7 Innovative Ways to Finance Your Small Business

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By Guest writer, Marsha Kelly

Every business has a different financial situation that requires a suitable loan product according to its specific needs. Today more companies are looking for new business financing options aside from the traditional bank and credit union loans – which are increasingly difficult to get loan approvals. If you are launching a start-up or looking to expand your business, then you will want to know about the many new ways to finance your small business.

1. Rollover for Business Startups – ROBS

Your 401(K) is not just an effective savings plan to secure you upon retirement, it is also a good source of financing for your startup business. Yes, that’s right. If you have substantial amounts ($50,000 +) in your 401(K), then you can invest the money as the starting capital for your new venture. To so, you must first create a C Corporation. This is a type of corporation wherein the owners are taxed separately from the business.

After establishing a new C Corporation, you need to make a new 401(K) plan with the corporation then rollover your existing 401(K) plan to the new one, including all retirement assets. You can decide to either invest a large chunk of your 401(K) money at once or make small investments as needed. Once the money is invested in the corporation, the new 401(K) plan will be considered as a shareholder and you are free to use the money for any business expenses. Note this is not a loan and you do not have to repay the monies, which makes it an especially attractive options for new entrepreneurs. Learn more about how to use your retirement savings to start your business and get your questions answered.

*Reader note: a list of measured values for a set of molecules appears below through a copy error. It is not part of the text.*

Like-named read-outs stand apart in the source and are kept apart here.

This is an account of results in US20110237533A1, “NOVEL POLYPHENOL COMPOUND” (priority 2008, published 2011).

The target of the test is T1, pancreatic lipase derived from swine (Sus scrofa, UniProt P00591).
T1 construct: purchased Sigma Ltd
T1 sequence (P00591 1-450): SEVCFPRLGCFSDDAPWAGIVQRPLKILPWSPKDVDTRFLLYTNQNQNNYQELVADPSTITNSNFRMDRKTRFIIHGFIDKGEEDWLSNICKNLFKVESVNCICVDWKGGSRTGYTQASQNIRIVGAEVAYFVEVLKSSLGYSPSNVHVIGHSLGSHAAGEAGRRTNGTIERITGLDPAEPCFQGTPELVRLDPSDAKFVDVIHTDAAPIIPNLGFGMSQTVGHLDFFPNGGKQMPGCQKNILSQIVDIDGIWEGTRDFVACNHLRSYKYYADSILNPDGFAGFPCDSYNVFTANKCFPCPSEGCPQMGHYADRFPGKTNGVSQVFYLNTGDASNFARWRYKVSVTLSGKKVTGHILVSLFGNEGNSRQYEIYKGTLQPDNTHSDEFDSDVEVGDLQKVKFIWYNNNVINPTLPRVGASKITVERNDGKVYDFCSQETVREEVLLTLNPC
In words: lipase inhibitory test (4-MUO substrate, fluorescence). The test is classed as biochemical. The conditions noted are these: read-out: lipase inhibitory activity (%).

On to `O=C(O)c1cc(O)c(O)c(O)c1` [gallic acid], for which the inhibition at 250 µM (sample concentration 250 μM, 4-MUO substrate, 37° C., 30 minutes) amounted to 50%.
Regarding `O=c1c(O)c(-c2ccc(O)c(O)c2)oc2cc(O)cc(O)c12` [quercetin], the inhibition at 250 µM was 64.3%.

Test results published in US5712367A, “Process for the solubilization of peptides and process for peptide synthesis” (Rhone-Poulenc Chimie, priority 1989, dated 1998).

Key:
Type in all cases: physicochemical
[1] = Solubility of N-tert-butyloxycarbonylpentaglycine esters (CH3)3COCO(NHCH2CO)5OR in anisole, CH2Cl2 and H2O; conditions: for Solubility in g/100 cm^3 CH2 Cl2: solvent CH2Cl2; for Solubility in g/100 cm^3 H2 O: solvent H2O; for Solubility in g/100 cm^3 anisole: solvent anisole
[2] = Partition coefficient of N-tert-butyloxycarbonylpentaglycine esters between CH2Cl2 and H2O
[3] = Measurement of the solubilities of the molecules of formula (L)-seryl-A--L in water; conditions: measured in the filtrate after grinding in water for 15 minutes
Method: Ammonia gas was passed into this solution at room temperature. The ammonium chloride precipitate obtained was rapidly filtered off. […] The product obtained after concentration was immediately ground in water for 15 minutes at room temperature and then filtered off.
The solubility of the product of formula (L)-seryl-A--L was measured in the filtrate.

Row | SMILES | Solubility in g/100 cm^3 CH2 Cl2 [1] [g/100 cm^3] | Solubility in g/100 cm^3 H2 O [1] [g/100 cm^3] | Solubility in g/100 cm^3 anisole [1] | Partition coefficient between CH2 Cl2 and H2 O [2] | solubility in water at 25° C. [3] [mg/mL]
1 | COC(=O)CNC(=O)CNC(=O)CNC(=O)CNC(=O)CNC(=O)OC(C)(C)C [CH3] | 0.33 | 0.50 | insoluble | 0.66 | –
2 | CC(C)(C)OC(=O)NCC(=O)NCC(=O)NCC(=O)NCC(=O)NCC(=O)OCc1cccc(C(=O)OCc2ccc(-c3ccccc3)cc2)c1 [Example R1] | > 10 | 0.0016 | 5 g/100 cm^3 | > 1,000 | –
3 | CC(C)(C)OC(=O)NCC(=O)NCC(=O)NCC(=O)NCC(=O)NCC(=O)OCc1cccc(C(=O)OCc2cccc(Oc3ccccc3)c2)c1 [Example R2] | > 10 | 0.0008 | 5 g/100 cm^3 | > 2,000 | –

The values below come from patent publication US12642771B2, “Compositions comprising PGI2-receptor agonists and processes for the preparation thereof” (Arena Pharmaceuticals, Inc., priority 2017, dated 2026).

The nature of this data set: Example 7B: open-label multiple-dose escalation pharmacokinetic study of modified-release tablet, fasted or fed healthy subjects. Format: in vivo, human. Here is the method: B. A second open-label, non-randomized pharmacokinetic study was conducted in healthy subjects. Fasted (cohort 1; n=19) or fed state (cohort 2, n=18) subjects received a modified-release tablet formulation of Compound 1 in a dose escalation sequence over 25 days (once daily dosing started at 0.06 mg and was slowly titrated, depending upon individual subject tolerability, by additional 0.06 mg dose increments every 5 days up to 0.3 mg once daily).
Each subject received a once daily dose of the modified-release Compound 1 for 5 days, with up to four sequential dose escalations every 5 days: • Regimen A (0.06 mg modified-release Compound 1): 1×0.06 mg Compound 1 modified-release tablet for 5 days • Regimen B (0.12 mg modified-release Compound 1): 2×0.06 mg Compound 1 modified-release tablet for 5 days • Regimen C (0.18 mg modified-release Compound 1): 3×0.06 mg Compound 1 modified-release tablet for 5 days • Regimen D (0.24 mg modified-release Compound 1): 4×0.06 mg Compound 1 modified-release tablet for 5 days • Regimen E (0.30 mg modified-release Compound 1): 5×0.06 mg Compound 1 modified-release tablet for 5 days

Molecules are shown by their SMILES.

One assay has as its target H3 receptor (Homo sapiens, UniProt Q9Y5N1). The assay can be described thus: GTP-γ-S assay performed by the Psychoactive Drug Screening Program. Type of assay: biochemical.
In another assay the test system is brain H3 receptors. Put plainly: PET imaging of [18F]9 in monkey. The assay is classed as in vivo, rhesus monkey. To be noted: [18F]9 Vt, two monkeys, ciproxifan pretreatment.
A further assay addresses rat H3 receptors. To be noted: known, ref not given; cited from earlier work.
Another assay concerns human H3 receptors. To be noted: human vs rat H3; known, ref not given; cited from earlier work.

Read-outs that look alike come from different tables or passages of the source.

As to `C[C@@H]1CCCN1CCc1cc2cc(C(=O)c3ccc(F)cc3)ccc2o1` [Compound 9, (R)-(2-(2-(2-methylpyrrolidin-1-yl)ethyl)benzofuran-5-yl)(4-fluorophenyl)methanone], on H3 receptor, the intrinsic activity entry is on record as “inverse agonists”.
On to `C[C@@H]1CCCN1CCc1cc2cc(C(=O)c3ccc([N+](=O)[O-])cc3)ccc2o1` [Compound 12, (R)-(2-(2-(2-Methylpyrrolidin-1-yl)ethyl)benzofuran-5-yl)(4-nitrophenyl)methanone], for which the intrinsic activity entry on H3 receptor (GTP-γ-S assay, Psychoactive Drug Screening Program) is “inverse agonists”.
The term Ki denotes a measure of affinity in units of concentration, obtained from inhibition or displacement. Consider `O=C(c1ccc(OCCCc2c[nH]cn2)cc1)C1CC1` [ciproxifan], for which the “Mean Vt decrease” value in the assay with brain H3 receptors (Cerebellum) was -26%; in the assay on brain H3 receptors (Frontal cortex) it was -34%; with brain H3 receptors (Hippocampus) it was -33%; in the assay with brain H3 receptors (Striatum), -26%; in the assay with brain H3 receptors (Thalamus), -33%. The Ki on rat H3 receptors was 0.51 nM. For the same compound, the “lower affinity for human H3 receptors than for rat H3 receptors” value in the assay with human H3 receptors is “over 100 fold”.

However, a restriction of 401(K) prevents early access to your company’s contribution to your 401(K) plan. You must first meet the required amount of years working for the company before you can tap on the money. So, make sure to check this with your company before creating a C Corporation. On the other hand, you are free to rollover all your personal 401(K) deposits. Setting up a ROBS account for business startup is a complex process that needs to be done properly to avoid IRS audits and penalty fees. Utilize a professional firm that specializes in these types of financial transactions and have a proven track record.

If you have an established business and you are looking for funding sources for business expansion, improving cash flow, or financing business expenses like employees salary, then you can consider the following financing options.

2. Invoice Factoring 

With this option, you can get access to funds by selling your unpaid invoices to a lender, who will pay you around 60-95% of the total unpaid invoice value. The lender, the factor,  will then contact from your customers the payments due. Once the lender collects the unpaid invoices completely from the customers, it will remit the money to your business, with deductions for interest and service fees. Although some business owners some find it more convenient to let a third party to do collections for them, some are rather uncomfortable with this.

3. Account Receivable Financing or Invoice Discounting